- Open to the public
53 18'.403 N 004 41'.973 W (not for navigation purposes)
South Stack Lighthouse
Situated near the north west tip of Wales, the tiny islet known as South Stack Rock lies separated from Holyhead Island by 30 metres of turbulent sea, surging to and fro in continuous motion. The coastline from the breakwater and around the south western shore is made of large granite cliffs rising sheer from the sea to 60 metres.
South Stack Lighthouse was first envisaged in 1665 when a petition for a patent to erect the lighthouse was presented to Charles II. The patent was not granted and it was not until 9th February 1809 that the first light appeared to mark the rock. The lighthouse, erected at a cost of £12,000, was designed by Daniel Alexander and originally fitted with Argand oil lamps and reflectors. Around 1840 a railway was installed by means of which a lantern with a subsidiary light could be lowered down the cliff to sea level, when fog obscured the main light.
On Tuesday 25th October 1859 it is said that the most severe storm of the century occurred. It became known as the 'Royal Charter' gale, and on that and the following day over 200 vessels were either driven ashore or totally wrecked with the loss of 800 lives. The steamship ROYAL CHARTER was among these, and she sunk within yards of help with the loss of almost 500 passengers and crew. On that evening Assistant Keeper Jack Jones had been making his way across the iron bridge on to South Stack so that he could join the Principal Keeper Henry Bowen, already on duty. A rock was swept from the cliff by the strong wind, fell and struck Jones on the head. Covered in blood, almost senseless with concussion, he dragged himself up the gale lashed path. Feebly he cried out for help, then, head in hands, he lay unable to move any further. Henry Bowen found him in the same place on the Wednesday morning, groaning and unable to move, his hair matted with blood. Jack Jones died three weeks later of a compound fracture of the skull.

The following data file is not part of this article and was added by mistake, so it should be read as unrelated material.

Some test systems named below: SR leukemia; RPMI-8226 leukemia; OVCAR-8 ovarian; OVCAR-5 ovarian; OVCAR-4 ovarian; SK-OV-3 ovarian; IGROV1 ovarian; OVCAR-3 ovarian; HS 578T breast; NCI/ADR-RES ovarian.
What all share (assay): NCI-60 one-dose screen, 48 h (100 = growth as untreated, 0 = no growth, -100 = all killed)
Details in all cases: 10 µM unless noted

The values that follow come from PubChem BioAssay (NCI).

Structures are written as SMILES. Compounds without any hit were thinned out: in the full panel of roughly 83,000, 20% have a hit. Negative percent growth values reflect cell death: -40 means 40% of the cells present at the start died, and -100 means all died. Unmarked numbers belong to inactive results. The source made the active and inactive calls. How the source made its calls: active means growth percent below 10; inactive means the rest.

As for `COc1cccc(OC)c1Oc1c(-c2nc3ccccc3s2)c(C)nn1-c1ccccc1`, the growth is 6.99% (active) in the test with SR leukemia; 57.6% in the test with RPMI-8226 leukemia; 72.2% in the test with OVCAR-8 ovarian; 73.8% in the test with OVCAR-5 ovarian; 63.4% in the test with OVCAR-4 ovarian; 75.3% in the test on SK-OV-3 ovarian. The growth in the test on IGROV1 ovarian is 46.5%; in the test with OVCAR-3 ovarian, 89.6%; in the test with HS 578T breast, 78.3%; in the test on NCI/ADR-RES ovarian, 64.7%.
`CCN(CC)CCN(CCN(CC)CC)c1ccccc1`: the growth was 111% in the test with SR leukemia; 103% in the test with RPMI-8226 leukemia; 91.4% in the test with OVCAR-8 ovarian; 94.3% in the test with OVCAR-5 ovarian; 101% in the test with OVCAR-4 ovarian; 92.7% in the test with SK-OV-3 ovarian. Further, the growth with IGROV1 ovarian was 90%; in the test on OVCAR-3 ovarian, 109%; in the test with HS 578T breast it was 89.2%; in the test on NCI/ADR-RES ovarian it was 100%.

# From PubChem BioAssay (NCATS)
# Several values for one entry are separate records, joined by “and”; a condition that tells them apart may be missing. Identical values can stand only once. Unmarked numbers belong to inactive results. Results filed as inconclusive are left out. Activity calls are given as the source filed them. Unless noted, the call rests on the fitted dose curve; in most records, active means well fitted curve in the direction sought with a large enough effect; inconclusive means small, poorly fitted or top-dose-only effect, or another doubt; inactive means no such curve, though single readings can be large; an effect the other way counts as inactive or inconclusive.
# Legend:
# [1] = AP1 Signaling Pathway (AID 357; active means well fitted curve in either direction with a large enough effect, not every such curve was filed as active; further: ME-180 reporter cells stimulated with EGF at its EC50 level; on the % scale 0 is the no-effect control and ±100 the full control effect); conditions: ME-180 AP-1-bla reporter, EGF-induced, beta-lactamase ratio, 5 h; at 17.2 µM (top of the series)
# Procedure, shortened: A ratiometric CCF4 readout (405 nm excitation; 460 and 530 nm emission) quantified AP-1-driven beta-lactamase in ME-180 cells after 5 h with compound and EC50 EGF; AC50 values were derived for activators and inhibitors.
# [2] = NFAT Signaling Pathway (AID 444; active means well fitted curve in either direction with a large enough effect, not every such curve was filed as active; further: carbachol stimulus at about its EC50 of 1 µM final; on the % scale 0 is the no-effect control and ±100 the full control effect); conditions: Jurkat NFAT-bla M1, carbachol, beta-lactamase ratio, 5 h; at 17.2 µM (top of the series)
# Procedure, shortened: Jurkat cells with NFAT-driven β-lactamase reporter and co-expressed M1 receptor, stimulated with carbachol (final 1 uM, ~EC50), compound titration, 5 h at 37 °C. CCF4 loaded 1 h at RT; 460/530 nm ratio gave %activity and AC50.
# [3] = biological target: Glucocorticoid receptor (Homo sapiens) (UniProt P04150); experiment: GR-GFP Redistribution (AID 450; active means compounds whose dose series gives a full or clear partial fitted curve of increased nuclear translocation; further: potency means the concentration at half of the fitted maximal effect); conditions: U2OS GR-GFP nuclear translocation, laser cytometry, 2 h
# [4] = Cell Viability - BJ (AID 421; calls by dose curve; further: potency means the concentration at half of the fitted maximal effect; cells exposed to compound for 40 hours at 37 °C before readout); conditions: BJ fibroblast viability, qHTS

In the mid 1870's the lantern and lighting apparatus was replaced by a new lantern. No records are available of the light source at this time but it was probably a pressurised multiwick oil lamp. In 1909 an early form of incandescent light was installed and in 1927 this was replaced by a more modern form of incandescent mantle burner. The station was electrified in 1938.
On 12th September, 1984, the lighthouse was automated and the keepers withdrawn. The light and fog signal are now remotely controlled and monitored from the Trinity House Operational Control Centre in Harwich, Essex.
The chasm between the mainland and the rock was at first traversed by a hempen cable 21 metres above sea level, along which a sliding basket was drawn carrying a passenger or stores. This system was replaced in 1828 by an iron suspension bridge 1.5 metres wide and again in 1964 by an aluminium bridge. The present footbridge was completed in mid-1997. Grants totalling £182,000 were received from the Welsh Development Agency to fund the structure which was designed and built by Laings/Mott Macdonald. The landward approach to the bridge is by descending 400 steps cut into the cliff face.
With the completion of the footbridge the island and the lighthouse were reopened to visitors.
|Height Of Tower||28 Metres|
|Height Of Light Above Mean High Water||60 Metres|
|Lamp||150 Watt Philips CDM-T|
|Optic||1st Order, 6 panel, Catadioptric rotating|
|Character||Fl 10s One flash every 10 Seconds|
|Range Of Light||24 nautical miles|
|Fog Signal Character||One blast every 30 seconds|
|Fog Signal Range||2 nautical miles|